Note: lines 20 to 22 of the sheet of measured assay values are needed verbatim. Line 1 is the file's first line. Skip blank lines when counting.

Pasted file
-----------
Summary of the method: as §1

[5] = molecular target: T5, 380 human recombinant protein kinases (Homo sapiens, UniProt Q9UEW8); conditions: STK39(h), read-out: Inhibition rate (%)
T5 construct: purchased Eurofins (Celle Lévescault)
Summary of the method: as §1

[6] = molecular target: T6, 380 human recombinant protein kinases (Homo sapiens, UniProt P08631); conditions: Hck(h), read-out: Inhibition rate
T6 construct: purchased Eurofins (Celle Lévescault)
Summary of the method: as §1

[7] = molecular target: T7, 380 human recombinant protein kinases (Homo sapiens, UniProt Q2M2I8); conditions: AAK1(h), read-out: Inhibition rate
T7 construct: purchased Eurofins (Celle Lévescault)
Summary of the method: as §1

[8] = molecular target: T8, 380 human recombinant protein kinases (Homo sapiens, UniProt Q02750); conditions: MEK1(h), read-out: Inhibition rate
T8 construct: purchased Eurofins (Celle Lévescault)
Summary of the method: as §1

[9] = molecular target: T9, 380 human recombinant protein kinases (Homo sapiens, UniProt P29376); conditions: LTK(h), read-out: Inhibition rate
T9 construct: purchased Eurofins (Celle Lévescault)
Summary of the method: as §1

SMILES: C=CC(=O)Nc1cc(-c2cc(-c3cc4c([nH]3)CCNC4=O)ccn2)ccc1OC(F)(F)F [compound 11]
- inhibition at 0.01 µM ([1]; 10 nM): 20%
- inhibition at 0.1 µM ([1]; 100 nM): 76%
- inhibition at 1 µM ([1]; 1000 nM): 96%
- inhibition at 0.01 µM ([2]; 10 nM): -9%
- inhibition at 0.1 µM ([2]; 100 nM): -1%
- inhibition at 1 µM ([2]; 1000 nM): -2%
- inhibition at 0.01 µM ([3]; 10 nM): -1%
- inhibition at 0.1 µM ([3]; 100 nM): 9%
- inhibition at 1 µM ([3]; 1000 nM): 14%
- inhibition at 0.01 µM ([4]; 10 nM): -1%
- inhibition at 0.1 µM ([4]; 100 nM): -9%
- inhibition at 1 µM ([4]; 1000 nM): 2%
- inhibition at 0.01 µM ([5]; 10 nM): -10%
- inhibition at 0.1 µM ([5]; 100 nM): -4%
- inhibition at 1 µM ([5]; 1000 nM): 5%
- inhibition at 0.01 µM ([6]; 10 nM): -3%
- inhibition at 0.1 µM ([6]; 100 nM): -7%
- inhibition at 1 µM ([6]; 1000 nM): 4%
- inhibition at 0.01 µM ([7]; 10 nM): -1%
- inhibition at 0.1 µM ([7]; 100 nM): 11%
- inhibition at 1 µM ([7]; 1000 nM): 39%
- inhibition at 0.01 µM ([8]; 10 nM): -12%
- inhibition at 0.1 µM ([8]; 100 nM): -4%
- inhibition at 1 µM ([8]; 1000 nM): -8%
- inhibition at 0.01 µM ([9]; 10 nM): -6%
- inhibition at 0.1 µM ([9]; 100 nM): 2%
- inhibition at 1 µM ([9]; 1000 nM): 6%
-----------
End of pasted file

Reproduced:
- inhibition at 1 µM ([1]; 1000 nM): 96%
- inhibition at 0.01 µM ([2]; 10 nM): -9%
- inhibition at 0.1 µM ([2]; 100 nM): -1%